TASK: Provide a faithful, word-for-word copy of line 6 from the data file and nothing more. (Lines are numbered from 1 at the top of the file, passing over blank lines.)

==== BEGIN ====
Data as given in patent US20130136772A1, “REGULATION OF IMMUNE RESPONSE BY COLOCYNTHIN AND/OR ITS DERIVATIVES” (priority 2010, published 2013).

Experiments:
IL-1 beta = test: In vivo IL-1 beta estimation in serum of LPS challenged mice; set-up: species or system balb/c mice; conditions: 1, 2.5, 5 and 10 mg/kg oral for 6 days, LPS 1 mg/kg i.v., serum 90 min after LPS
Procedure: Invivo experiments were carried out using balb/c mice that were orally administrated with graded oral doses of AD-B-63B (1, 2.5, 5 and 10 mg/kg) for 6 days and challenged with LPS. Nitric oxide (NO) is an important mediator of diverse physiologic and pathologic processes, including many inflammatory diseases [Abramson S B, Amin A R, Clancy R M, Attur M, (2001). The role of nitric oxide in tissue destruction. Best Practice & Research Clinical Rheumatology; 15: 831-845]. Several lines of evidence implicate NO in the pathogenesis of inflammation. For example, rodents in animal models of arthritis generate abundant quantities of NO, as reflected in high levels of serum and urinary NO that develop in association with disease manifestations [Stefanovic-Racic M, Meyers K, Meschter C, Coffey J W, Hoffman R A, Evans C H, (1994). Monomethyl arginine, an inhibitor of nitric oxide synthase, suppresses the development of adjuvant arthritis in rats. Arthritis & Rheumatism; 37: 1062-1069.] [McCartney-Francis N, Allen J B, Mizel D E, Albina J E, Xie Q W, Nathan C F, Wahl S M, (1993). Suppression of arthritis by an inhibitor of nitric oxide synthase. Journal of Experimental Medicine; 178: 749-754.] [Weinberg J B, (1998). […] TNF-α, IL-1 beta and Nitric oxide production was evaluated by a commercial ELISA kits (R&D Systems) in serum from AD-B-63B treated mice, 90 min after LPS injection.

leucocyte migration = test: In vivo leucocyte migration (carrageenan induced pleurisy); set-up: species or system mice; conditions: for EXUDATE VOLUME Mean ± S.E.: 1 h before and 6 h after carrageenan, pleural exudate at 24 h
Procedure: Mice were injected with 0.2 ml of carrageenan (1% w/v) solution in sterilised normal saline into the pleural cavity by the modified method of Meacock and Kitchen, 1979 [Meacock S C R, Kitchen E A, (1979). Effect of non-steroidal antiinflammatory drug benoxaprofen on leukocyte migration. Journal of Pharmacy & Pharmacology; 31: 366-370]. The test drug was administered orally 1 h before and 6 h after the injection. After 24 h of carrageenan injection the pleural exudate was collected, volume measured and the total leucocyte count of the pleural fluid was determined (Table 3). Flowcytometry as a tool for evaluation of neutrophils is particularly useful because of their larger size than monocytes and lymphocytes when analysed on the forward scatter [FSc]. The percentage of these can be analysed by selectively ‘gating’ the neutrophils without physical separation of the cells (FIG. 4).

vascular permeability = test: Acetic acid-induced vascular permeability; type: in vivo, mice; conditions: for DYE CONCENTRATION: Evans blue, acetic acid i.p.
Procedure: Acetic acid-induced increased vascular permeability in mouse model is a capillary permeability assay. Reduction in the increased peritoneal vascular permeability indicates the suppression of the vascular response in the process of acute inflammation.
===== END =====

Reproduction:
Procedure: Mice were injected with 0.2 ml of carrageenan (1% w/v) solution in sterilised normal saline into the pleural cavity by the modified method of Meacock and Kitchen, 1979 [Meacock S C R, Kitchen E A, (1979). Effect of non-steroidal antiinflammatory drug benoxaprofen on leukocyte migration. Journal of Pharmacy & Pharmacology; 31: 366-370]. The test drug was administered orally 1 h before and 6 h after the injection. After 24 h of carrageenan injection the pleural exudate was collected, volume measured and the total leucocyte count of the pleural fluid was determined (Table 3). Flowcytometry as a tool for evaluation of neutrophils is particularly useful because of their larger size than monocytes and lymphocytes when analysed on the forward scatter [FSc]. The percentage of these can be analysed by selectively ‘gating’ the neutrophils without physical separation of the cells (FIG. 4).